Best to all, ~ lufty

Mar-01-16  YetAnotherAmateur: I should point out here that black already starts out up the exchange by quite a bit - R+2P versus B. All that's left to do is put the nail in the coffin by trading off what's left.

So ... 38. ... Qxb3 39. cxb3 Rxa3+ 40. Qxa3 Rxa3+ 41. Kb1 and while black hasn't gained any material, he's certainly taken away any counterplay white might have had.

Then comes 41. ... c2+, and white is out of good options:

A) 42. Kxc2 Ra2+ wins the bishop

B) 42. Kc1 Ra1+ and then either Kxc2 transposes into line A, or 43. Kd2 c1=Q+

C) 42. Kb2 Ra2+ and either Kc1 transposes into line B, or black gets c1=Q

Mar-01-16  Longview: I wondered if the sequence is much different if Black's last move were different. IF he had left the rook pinked on b3 thus defending with the King b3x2 and a3x2 would he have delayed things longer or come out better? The move I thought of was B-f1 which results in rearrangement of the moves and black being left with a queen and winning the bishop to boot. Oh well so much for improvement on a master!

Good reviews guys.

Premium Chessgames Member
  kevin86: Black will regain the queen and be a rook ahead!
Premium Chessgames Member
  patzer2: Though I found the 38...Qxb3 39. cxb3 Rxa3+ easy for a Tuesday solution, my two older visiting Grandsons (ages 10 and 7) found it a little difficult.

In giving them a hint, I put the position into Fritz 15 and flipped the board so they could view it from Black's perspective. Then I asked what captures is Black threatening for possible candidate moves.

The boys immediately eliminated 38...Qxf4?? as simply losing the Queen to 39. Qxf4. They also saw that 38...Rxa3 39. Rxa3 Rxah3 40. Qxa3 dropped a piece as White's two defenders are sufficient to defend the pawn on a3.

That left only 38...Qxb3 as a possibility. At first the older Grandson asked, "but doesn't that just drop the Queen for nothing?" I replied, "visualize the position after 38...Qxb3 39. cxb3 and see what follows." Then the younger Grandson said "I see it now. Black plays 39...Rxa3+ and after 40. Qxa3 Rxa3 wins the White Queen and is a Rook ahead."

I then asked him what happens if White plays 40. Kb1, to which the 7-year-old replied then we play 40...Ra1+ and win the Queen.

I then proceeded to show them that in this line after 40. Kb1 (diagram below)

click for larger view

we not only have a skewer that wins the Queen, but we also have a follow-up skewer than wins the Bishop after 40...Ra1+ 41. Kc2 Rxc1+ 42. Kxc1 Ra1+ 43. Kc2 Ra2+ 44. Kxc3 Rxg2 .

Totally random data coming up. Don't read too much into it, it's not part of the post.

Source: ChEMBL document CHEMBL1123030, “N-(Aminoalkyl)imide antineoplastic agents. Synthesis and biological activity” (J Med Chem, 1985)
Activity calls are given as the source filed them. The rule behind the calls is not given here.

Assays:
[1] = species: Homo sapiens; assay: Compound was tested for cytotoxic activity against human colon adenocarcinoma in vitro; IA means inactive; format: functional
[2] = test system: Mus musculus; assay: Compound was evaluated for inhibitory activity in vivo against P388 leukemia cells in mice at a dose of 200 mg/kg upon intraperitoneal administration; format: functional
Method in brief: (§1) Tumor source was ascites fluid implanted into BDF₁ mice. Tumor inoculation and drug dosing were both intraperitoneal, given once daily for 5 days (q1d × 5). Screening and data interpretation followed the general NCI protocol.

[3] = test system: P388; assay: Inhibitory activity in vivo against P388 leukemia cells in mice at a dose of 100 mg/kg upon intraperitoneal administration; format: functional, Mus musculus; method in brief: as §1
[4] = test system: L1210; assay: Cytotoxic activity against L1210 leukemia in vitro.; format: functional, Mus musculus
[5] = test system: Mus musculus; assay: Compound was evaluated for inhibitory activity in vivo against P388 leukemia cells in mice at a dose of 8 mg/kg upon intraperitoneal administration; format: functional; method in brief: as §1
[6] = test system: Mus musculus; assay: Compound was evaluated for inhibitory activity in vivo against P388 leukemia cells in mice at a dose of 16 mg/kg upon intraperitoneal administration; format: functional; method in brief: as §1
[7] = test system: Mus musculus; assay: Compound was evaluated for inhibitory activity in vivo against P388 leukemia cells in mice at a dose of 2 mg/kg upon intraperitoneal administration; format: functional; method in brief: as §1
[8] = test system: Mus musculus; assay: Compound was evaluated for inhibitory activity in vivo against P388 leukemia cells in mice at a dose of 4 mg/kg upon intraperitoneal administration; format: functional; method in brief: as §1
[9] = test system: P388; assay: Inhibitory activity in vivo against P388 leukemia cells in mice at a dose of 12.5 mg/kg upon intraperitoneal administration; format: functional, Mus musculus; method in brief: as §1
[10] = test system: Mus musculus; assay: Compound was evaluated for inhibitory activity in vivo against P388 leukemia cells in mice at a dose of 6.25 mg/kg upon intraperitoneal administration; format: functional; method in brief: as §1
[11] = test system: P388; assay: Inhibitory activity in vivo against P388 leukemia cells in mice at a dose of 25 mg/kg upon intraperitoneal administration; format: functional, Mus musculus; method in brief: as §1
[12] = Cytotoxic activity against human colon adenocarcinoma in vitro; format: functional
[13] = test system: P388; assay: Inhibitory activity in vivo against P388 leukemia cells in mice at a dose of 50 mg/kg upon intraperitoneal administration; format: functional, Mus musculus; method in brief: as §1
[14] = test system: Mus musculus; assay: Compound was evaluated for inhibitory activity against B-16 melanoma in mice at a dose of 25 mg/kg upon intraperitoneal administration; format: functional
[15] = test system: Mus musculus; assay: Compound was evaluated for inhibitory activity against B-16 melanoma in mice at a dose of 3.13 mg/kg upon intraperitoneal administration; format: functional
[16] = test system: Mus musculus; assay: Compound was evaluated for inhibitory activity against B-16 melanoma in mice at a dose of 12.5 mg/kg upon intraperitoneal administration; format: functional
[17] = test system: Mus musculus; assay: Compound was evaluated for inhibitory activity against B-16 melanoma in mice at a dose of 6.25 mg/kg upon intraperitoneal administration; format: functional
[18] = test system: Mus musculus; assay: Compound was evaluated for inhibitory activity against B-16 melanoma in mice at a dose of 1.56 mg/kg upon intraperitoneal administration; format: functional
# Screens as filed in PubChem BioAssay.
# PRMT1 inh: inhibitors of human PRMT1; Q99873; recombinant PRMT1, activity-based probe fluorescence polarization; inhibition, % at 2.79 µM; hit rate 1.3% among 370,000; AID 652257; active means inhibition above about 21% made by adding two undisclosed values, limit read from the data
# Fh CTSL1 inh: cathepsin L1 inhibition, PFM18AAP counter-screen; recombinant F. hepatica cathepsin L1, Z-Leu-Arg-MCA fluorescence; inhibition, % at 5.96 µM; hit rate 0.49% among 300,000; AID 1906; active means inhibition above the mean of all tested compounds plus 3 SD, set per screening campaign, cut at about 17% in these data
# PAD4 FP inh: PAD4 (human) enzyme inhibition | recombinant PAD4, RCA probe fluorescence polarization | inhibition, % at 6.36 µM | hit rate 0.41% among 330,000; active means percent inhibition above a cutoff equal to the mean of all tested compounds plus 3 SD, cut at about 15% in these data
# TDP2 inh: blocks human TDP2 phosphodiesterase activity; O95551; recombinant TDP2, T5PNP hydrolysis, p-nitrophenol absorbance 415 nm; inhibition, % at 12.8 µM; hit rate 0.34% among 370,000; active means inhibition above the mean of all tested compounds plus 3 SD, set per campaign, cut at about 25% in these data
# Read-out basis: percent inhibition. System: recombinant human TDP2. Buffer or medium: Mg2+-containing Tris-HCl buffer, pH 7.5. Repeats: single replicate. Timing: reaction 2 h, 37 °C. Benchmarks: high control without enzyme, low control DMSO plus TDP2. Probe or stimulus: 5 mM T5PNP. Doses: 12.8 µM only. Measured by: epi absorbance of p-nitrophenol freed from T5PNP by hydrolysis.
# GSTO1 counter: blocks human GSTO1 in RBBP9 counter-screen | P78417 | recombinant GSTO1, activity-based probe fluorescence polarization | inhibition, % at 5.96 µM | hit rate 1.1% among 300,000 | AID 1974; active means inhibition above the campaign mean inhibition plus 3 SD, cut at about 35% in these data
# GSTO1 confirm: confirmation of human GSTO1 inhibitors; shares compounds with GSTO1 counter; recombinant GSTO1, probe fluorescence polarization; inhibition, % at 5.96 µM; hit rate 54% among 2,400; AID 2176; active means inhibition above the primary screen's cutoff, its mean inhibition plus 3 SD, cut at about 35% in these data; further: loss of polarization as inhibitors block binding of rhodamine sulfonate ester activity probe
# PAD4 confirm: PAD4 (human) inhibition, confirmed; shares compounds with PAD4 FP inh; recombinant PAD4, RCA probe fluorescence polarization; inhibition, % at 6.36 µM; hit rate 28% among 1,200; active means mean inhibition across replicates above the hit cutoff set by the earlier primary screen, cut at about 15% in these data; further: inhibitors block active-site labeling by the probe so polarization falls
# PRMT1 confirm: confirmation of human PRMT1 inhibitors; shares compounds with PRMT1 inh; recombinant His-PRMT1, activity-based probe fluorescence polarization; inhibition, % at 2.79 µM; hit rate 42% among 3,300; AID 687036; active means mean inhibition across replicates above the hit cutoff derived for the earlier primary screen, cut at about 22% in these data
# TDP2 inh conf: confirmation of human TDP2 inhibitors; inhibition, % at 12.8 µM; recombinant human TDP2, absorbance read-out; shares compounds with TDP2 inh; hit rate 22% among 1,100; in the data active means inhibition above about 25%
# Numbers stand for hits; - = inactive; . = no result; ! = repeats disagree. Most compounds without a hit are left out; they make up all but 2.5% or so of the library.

P.S.: For a White improvement the computer suggestion 9. c4 d4 10. Be2 = (-0.07 @ 24 depth) might be worthy of consideration. After 9. h3?! Bxf3 10. gxf3 Qc7 (-0.57 @ 24 depth, Stockfish 6) Capablanca has a slight advantage that he slowly but surely builds upon until he has a decisive result.

Premium Chessgames Member
  Once: <patzer2> Good story! Enjoyed that, and could just picture the scene.
Premium Chessgames Member
  patzer2: <Once> Enjoyed the 41...c2! trick. I'll make it a point to show it to the boys this afternoon.

Right now my Grandsons are traveling with their Mom and Dad to a neighboring town to attend their Great Grand Mother's 100th Birthday celebration. She's a great lady who has an active mind and still drives and lives in her own separate apartment adjacent to her son and daughter-in-law.

Mar-01-16  mikrohaus: I like the trend on CG to have the POD in a traditional way, meaning forced or semi-forced moves to get the solution.

However, this puzzle is too easy, although making my requierments, and should be a Monday puzzle.

Mar-01-16  gabriel25: <Chrisowen> I think that some longer words would break the monotony of so many short words. By now you must recognize that the main appeal of your poetry is visual since you don't pay any attention to us who try to understand it.
Premium Chessgames Member
  kingscrusher: Capablanca's only serious Alekhine defence game in the database
Premium Chessgames Member
  fredthebear: That being the case, Capablanca must have been playing the man, expecting a certain Yates response or respecting Yates ability in the Spanish Game.

Alexander Alekhine first played Alekhine's Defense in serious competition at Budapest in 1921.